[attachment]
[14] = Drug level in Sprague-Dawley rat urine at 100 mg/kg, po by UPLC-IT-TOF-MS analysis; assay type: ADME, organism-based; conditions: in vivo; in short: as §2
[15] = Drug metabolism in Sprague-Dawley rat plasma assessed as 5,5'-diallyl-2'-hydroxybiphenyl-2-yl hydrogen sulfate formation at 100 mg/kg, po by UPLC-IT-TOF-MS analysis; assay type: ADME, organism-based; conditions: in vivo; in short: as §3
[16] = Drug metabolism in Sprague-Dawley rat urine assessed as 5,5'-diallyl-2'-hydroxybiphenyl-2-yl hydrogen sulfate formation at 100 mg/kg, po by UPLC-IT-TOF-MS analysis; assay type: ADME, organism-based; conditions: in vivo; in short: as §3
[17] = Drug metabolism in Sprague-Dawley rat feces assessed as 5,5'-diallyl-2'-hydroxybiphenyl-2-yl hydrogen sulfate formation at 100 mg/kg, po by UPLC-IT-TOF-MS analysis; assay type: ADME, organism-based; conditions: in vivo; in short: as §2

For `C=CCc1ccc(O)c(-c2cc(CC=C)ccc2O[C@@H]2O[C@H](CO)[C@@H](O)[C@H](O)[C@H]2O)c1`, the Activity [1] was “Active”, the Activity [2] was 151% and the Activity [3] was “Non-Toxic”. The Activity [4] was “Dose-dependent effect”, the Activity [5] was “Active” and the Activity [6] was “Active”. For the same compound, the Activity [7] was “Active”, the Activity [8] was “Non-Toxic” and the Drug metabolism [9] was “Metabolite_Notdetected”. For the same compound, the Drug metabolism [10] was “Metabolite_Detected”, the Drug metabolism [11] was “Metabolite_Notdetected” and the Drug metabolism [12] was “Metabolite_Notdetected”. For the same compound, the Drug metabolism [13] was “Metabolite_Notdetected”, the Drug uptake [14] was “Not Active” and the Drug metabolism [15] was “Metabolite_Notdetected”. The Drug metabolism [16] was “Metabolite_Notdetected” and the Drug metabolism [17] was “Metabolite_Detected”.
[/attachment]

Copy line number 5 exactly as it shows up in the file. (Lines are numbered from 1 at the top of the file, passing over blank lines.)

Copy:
For `C=CCc1ccc(O)c(-c2cc(CC=C)ccc2O[C@@H]2O[C@H](CO)[C@@H](O)[C@H](O)[C@H]2O)c1`, the Activity [1] was “Active”, the Activity [2] was 151% and the Activity [3] was “Non-Toxic”. The Activity [4] was “Dose-dependent effect”, the Activity [5] was “Active” and the Activity [6] was “Active”. For the same compound, the Activity [7] was “Active”, the Activity [8] was “Non-Toxic” and the Drug metabolism [9] was “Metabolite_Notdetected”. For the same compound, the Drug metabolism [10] was “Metabolite_Detected”, the Drug metabolism [11] was “Metabolite_Notdetected” and the Drug metabolism [12] was “Metabolite_Notdetected”. For the same compound, the Drug metabolism [13] was “Metabolite_Notdetected”, the Drug uptake [14] was “Not Active” and the Drug metabolism [15] was “Metabolite_Notdetected”. The Drug metabolism [16] was “Metabolite_Notdetected” and the Drug metabolism [17] was “Metabolite_Detected”.